Mean and Standard Deviation into Scores on a Scale with different Mean
and Standard Deviation

In the previous sections of this chapter the conversion of scores
from one scale to another has usually been through the use of Z
scores. This has been done to emphasize the logic of the
procedure. The steps have been:


(1) find the Z score on Scale 1


X
1
− M
1
σ
1
= Z








and


(2) convert the Z score to a score on Scale 2 by (a) multiplying the
Z score by the standard deviation of
Scale 2 and (b) adding the mean


X
2
= Zσ
2
+ M
2
( )


But as the Z score on both Scales will be the same by definition:


X
2
=
σ
2
σ
1






X
1

σ
2
σ
1






M
1
− M
2






(4:5)


Proof

(1)
X
2
− M
2
σ
2
=
X
1
− M
1
σ
1
, by definition.

(2) Multiplying both sides by σ
2
gives:
Philip Ley. Quantitative Aspects of Psychological Assessment

©1972, 2007 Philip Ley Text re-typed for computer by Irene Page
42

X
2
− M
2
=
σ
2
σ
1






X
1
− M
1
( )
=
σ
2
σ
1






X
1

σ
2
σ
1






M
1


(3) Adding M
2
to both sides gives

X
2
=
σ
2
σ
1






X
1

σ
2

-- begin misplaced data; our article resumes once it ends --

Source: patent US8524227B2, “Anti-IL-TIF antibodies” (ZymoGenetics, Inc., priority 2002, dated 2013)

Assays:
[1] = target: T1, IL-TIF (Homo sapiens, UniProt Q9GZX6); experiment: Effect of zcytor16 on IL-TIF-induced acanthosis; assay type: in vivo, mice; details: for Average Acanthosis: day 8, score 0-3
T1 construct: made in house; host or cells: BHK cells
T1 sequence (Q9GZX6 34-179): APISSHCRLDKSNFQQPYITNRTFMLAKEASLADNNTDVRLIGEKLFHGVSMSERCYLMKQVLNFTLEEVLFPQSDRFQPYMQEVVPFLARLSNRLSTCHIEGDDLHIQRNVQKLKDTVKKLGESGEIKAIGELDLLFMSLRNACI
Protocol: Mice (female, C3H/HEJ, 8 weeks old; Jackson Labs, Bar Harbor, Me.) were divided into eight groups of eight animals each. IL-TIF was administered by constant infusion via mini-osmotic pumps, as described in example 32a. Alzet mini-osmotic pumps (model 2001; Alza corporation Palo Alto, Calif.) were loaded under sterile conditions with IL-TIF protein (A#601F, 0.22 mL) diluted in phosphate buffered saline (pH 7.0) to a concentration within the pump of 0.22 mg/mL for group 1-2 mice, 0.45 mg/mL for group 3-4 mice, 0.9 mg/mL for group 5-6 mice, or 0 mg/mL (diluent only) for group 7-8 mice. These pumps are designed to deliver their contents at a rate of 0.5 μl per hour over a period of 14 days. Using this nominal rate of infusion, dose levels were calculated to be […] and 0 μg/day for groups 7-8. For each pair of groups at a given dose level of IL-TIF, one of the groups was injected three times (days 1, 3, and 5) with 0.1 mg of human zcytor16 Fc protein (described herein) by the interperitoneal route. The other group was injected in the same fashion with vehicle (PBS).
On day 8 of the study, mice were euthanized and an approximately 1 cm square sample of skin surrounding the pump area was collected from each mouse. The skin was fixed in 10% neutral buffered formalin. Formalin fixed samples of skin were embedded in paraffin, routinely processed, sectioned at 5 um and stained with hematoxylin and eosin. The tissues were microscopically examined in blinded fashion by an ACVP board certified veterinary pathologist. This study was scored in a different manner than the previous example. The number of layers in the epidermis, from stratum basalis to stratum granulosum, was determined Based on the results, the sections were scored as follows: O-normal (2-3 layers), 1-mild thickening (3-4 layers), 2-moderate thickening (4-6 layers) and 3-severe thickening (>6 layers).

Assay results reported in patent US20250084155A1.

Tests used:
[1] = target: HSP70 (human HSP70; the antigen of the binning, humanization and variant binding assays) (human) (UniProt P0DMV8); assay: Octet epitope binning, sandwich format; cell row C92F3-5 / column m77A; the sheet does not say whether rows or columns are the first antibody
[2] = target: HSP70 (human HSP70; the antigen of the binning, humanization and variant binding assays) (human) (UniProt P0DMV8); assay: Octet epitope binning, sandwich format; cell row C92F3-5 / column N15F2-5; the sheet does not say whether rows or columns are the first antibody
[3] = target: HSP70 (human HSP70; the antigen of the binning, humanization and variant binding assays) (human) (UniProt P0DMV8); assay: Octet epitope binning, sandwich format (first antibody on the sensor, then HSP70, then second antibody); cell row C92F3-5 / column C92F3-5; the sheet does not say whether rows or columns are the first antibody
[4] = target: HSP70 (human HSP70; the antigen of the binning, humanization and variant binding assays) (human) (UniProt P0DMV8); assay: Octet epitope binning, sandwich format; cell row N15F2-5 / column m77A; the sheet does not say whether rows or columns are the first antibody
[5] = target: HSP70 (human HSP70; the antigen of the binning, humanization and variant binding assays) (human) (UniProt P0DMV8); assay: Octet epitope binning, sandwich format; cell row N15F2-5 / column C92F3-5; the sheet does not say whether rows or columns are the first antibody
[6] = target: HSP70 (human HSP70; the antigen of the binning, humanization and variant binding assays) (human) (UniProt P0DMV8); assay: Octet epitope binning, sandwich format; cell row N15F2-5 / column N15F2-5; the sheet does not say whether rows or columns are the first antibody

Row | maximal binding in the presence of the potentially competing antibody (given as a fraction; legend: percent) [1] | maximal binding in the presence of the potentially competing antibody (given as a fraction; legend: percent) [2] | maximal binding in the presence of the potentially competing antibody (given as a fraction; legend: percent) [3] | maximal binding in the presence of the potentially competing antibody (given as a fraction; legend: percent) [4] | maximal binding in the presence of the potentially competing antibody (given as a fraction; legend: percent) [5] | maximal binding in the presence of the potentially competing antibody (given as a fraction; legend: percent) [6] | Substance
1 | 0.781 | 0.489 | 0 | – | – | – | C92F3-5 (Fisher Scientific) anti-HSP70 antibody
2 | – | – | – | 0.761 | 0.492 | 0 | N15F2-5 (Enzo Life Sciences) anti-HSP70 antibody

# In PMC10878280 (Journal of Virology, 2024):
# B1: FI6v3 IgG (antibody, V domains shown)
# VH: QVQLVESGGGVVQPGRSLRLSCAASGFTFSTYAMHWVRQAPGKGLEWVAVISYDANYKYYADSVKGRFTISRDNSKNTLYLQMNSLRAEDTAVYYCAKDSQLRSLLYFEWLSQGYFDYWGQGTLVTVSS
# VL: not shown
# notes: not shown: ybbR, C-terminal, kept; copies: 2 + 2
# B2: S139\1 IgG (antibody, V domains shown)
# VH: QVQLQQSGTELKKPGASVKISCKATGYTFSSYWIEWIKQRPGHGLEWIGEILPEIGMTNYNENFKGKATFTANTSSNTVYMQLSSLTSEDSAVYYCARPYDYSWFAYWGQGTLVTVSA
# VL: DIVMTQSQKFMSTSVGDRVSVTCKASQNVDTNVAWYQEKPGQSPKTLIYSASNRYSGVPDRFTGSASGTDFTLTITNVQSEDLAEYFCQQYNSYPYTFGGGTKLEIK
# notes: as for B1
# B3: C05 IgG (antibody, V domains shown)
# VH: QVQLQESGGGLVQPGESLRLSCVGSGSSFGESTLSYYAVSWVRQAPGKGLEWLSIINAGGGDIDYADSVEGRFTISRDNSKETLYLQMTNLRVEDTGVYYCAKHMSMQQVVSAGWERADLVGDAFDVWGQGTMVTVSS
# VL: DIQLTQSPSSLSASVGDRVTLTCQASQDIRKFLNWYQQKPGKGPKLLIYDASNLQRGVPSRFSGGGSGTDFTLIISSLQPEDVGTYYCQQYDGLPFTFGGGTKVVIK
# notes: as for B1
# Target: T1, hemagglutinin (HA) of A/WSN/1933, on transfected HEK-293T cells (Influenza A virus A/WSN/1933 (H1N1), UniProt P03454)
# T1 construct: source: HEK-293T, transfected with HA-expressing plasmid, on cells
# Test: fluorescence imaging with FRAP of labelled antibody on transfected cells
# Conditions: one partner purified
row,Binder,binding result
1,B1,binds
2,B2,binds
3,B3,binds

σ
1






M
1
+ M
2


(4) Thus:

X
2
+
σ
2
σ
1






X
1

σ
2
σ
1






M
1
− M
2








For many purposes this formula is easier to use than the procedure
using Z scores. As an example of its use suppose that it is desired
to convert a WAIS I.Q. of 90 into a T Score. Substituting the
appropriate value in the formula gives:

T Score =
10
15






90−
10
15






100−50






= 43.

In any situation where there are a large number of scores to
convert from one scale to another, the fact that:


σ
2
σ
1
M
1
− M
2
( )


will be a constant will ease the computational burden. If only one
score is to be converted, the following variant of (4:5) should be
used

X
2
=
σ
2
σ
1
X
1
− M
1
( )
+ M
2
(4:6)